Wednesday, October 26, 2005

A sinister little town

Elmwood Park New Jersey is like one of those sinister towns in sci fi where the citizens prey on strangers. The citizens in this case are the local police and justice department. They lie in wait outside stores in the town and look for motorists who don't have inspection stickers, young people, etc. It's so much eaasier than actually patrolling the streets, sin't it?

I went to court in this one-half horse town (it consists of the rear part of the animal) for a trivial matter which might get you a mild spoken reproof in Delaware on Maryland, for example. At least three hundred people were there, waiting to speak to the prosecutor.

It works like this: you get a ticket, worth 4 points. Your insurance carrier will raise your rates from now to infinity if you mail the town a check for $75, which is what the ticket costs. So you go to court, stand in line to see the prosecutor, and make a deal. The deal is, you pay them $200 and they forget about the points. Your insurance carrier will never know.

Before dealing with the people standing in the line, they saw the miscreants who had lawyers. They went to the head of the line. Court started at 5 p.m. and it was 6:20 before they got finished with the shysters. Then the prosecutor started funnelling in the paying customers. He offered you a deal. Take it or leave it. Everyone took it, except one man who had been to court 5 times for the same offense and apparently had nothing better to do.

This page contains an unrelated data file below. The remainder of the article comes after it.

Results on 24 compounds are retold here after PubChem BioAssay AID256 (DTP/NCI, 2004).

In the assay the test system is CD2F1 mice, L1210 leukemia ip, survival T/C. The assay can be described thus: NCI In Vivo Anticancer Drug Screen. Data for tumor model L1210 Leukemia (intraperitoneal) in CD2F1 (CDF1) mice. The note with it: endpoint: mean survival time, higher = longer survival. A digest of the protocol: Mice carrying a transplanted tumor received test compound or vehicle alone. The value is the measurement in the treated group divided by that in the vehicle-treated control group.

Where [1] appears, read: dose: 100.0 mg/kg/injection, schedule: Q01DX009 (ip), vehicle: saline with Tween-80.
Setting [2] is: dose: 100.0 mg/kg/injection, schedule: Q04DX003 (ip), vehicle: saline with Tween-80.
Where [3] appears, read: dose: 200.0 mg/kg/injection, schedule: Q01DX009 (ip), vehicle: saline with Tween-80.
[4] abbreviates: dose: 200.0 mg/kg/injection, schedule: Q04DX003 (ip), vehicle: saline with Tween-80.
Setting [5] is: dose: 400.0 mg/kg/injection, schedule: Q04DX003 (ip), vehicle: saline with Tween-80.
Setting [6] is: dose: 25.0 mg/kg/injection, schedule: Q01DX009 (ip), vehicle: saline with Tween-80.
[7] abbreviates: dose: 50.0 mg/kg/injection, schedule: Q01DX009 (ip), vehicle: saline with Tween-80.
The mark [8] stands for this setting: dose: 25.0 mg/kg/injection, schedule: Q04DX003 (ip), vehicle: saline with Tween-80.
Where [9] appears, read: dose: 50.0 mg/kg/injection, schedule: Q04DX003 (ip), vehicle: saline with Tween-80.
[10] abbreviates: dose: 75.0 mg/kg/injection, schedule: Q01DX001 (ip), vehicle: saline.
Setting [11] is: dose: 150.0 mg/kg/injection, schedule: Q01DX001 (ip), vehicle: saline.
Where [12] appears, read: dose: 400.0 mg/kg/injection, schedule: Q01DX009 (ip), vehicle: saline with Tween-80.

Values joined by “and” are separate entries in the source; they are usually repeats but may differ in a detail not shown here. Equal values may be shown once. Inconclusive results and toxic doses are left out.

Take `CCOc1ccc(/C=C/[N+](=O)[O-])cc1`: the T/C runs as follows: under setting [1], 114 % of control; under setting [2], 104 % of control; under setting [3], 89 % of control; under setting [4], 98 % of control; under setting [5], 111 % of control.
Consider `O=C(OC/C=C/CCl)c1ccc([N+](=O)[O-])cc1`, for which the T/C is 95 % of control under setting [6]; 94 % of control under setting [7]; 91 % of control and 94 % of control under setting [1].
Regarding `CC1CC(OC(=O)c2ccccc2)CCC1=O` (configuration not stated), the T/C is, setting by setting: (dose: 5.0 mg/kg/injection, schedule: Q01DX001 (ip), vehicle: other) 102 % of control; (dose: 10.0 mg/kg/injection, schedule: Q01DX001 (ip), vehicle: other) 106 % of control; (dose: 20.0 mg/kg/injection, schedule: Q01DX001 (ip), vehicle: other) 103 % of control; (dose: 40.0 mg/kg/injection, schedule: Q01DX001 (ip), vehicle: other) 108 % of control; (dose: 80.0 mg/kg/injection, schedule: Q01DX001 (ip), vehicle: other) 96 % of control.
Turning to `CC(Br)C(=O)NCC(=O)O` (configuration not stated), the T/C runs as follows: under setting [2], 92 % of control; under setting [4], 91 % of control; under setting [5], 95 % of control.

Then you go before the judge, who lectures each person. He has a monotonous voice, but apparently likes it well enough, because he talked for three hours.

But wait--as the line snaked slowly, slowly before the prosecutor, a prison guard escorted in five guys in handcuffs and orange jumpsuits. They then took precedence over those who were still waiting. We got to hear the judge excoriating them, as well. Most of them were poor wretches who had pursued an unsuccessful career in shoplifting, judging by their records, which the judge read aloud.

As it happens, I went to traffic court once in Passaic, NJ, a large town with a large immigrant, minority, and generally low-income residents, and there were not nearly as many people there. Those who wanted to make a deal spoke to the prosecutor, paid their money, and left. The judge had no desire to talk to them.

Most of the people in court had done some relatively trivial thing, like not having their insurance card (!!!) when they were stopped, driving on an expired license, etc. None were a danger to themselves or society. Maybe 5 were convicted of DWI, which I grant is a serious offense.

Clearly the legal system functions as a form of revenue enhancement for the town. I'm surprised the streets are not paved with gold.

Incidentally, the police in this burg are paid more than those in Paterson, a nearby big city, where crimes like murder and breaking and entering flourish. But they do bring in the dough.

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